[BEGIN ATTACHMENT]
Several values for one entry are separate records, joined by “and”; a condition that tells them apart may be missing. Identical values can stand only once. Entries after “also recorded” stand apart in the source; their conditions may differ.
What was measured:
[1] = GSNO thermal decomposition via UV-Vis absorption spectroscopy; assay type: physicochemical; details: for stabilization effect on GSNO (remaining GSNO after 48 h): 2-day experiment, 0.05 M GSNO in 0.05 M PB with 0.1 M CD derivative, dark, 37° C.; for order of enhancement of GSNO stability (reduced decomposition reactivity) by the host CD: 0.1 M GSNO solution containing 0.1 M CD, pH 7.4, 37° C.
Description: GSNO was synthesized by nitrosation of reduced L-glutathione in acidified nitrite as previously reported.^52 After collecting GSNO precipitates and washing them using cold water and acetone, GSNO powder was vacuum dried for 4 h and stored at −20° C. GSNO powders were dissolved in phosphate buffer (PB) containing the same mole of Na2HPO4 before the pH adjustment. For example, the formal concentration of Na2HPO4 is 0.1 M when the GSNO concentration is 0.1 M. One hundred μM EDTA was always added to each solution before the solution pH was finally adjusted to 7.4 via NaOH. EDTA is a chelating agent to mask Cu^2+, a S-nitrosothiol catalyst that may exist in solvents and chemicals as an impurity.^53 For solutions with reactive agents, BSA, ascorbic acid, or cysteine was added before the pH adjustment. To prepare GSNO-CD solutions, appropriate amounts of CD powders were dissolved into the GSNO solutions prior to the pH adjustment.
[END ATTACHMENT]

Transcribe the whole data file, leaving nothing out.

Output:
Several values for one entry are separate records, joined by “and”; a condition that tells them apart may be missing. Identical values can stand only once. Entries after “also recorded” stand apart in the source; their conditions may differ.
What was measured:
[1] = GSNO thermal decomposition via UV-Vis absorption spectroscopy; assay type: physicochemical; details: for stabilization effect on GSNO (remaining GSNO after 48 h): 2-day experiment, 0.05 M GSNO in 0.05 M PB with 0.1 M CD derivative, dark, 37° C.; for order of enhancement of GSNO stability (reduced decomposition reactivity) by the host CD: 0.1 M GSNO solution containing 0.1 M CD, pH 7.4, 37° C.
Description: GSNO was synthesized by nitrosation of reduced L-glutathione in acidified nitrite as previously reported.^52 After collecting GSNO precipitates and washing them using cold water and acetone, GSNO powder was vacuum dried for 4 h and stored at −20° C. GSNO powders were dissolved in phosphate buffer (PB) containing the same mole of Na2HPO4 before the pH adjustment. For example, the formal concentration of Na2HPO4 is 0.1 M when the GSNO concentration is 0.1 M. One hundred μM EDTA was always added to each solution before the solution pH was finally adjusted to 7.4 via NaOH. EDTA is a chelating agent to mask Cu^2+, a S-nitrosothiol catalyst that may exist in solvents and chemicals as an impurity.^53 For solutions with reactive agents, BSA, ascorbic acid, or cysteine was added before the pH adjustment. To prepare GSNO-CD solutions, appropriate amounts of CD powders were dissolved into the GSNO solutions prior to the pH adjustment.